The question of vocational rehabilitation was first raised at a hearing before the WCJ. At the time of the WCJ's decision section 10007 of the Rehab. Regulations provided: “All matters regarding rehabilitation plans and programs shall be initially submitted to the Bureau except those arising in cases before a (judge) of the Workers' Compensation Appeals Board where injury is in issue, or where the question of need for rehabilitation first arises during the course of a proceeding on other issues. (P) Where the question of need for vocational rehabilitation first arises in a proceeding before a (judge) of the Appeals Board, this question shall be referred by the (judge) to the Bureau for its recommendation.” (Italics added.) The WCJ erred in failing to make the required referral to the Bureau.3
FAILURE TO MAKE FINDINGS OF FACT
County's final contention is that the WCJ erred in failing to make findings of fact on the questions of injury, permanent disability and apportionment. (Lab.Code s 5313.) Relying upon Tangye v. Henry C. Beck & Co. (Board en banc opinion, 1978) 43 Cal.Comp.Cases 3, the WCJ reasoned that he was not required to make such findings since Bouslaugh was awarded temporary disability related to vocational rehabilitation.
Irrespective of how the Supreme Court decides the Webb and San Diego Transit Corp. cases pending before it and the possible impact upon Tangye, Tangye refers only to the deferral of the issues of permanent disability and apportionment. Tangye does not excuse the WCJ's failure to make findings of fact on the other disputed questions. Further, on the issues of permanent disability and apportionment thereof the Board has held that “a permanent disability rating may properly be established while an applicant is seeking rehabilitation benefits if rehabilitation benefits are not actually being received or if neither party objects to the issue of permanent disability being tried and determined pending rehabilitation.” (Harklerod v. Young's Market Company (Board en banc opinion, 1979) 44 Cal.Comp.Cases 561, 572. Italics added.) As Bouslaugh was not receiving rehabilitation benefits at the time of the WCJ's decision, the WCJ was accordingly not required to delay findings on permanent disability and apportionment.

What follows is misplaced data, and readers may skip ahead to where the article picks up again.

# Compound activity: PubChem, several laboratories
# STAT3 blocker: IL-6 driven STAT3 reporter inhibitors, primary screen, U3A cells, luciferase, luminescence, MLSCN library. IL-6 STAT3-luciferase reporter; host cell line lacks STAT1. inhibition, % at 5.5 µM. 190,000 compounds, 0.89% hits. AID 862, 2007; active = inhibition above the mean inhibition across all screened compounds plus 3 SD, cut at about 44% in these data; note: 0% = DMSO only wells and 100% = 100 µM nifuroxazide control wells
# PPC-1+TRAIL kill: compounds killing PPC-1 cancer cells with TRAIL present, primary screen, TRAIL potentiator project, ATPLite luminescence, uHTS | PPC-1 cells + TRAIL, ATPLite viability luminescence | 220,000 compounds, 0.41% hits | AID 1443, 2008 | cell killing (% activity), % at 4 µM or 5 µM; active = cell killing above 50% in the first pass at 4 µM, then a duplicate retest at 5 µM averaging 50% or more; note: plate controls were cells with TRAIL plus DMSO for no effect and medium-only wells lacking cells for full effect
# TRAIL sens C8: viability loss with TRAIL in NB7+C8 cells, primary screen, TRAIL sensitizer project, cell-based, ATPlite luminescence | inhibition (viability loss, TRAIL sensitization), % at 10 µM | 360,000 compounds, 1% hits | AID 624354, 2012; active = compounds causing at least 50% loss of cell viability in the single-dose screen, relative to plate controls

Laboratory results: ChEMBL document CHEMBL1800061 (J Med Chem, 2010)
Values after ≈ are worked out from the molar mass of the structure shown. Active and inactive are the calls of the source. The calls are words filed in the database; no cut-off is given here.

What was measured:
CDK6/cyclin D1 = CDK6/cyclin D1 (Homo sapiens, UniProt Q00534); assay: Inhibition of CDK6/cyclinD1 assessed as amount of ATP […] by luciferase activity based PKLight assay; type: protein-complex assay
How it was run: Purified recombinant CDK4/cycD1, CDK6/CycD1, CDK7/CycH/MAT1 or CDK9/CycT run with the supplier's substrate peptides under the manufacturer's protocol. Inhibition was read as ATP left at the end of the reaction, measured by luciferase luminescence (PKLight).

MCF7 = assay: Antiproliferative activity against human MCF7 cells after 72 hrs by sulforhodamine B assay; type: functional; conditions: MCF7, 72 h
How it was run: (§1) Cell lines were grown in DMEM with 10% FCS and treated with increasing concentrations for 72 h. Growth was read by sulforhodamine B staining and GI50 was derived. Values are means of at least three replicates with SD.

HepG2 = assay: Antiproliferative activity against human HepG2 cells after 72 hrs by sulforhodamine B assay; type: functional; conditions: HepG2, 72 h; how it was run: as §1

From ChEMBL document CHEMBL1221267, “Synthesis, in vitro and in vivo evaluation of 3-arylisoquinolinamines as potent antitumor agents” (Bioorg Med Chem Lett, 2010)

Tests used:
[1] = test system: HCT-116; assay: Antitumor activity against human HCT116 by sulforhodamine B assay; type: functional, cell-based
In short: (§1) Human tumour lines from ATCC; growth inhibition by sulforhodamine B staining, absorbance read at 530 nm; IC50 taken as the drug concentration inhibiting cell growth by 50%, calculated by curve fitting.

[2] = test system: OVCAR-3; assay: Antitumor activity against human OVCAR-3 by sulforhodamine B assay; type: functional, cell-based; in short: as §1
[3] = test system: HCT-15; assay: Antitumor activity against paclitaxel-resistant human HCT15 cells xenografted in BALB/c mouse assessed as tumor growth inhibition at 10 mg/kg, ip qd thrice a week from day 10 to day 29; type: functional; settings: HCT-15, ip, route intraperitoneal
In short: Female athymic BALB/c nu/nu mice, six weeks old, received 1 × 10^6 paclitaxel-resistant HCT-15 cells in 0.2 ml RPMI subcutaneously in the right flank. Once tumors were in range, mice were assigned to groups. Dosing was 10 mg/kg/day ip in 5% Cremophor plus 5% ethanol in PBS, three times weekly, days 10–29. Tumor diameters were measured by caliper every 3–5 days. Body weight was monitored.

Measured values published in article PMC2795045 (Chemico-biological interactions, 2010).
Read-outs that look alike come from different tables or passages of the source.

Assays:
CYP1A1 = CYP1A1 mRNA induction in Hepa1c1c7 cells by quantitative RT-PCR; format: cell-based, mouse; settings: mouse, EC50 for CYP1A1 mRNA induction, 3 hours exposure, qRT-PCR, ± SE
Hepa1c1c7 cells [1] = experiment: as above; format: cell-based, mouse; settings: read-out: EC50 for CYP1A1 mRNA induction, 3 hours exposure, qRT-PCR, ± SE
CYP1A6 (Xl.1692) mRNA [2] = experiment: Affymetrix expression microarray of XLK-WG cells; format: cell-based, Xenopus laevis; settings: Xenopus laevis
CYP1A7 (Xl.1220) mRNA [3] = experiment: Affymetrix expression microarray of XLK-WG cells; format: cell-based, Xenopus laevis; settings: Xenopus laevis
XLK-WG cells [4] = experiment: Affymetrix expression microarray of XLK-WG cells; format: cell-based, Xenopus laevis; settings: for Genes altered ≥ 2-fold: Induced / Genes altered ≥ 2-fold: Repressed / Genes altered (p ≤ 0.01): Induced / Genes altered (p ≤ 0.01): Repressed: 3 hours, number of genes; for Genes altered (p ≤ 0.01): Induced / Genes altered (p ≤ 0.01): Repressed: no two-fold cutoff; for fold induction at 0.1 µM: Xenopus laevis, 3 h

SUMMARY AND DISPOSITION
The award of increased benefits to Bouslaugh under Labor Code section 132a is affirmed. The findings on rehabilitation benefits are annulled and remanded to the Board for compliance with Rehab. Regulations section 10007. The matter is also remanded to the Board to make the other necessary findings.
1. Henceforth, unless otherwise noted, all statutory references are to the Labor Code.
2. Nor does it matter that, in the words of the WCJ the “Department seems to be designed to uniformly discriminate against Deputy II Sheriffs, and possibly others, irrespective of whether or not the disability arose from industrial or nonindustrial causes.”
3. The date temporary disability, if any, should commence for purposes of vocational rehabilitation is a question we therefore need not reach. Accordingly, we are not required to comment upon this issue which is presently before the California Supreme Court in Webb v. Workers' Comp. Appeal Bd. (S.F. 24094, hg. granted Nov. 28, 1979) and San Diego Transit Corp. v. Workers' Comp. Appeal Bd. (L.A. 31193, hg. granted Nov. 28, 1979).
KAUS, Presiding Justice.
STEPHENS and HASTINGS, JJ., concur.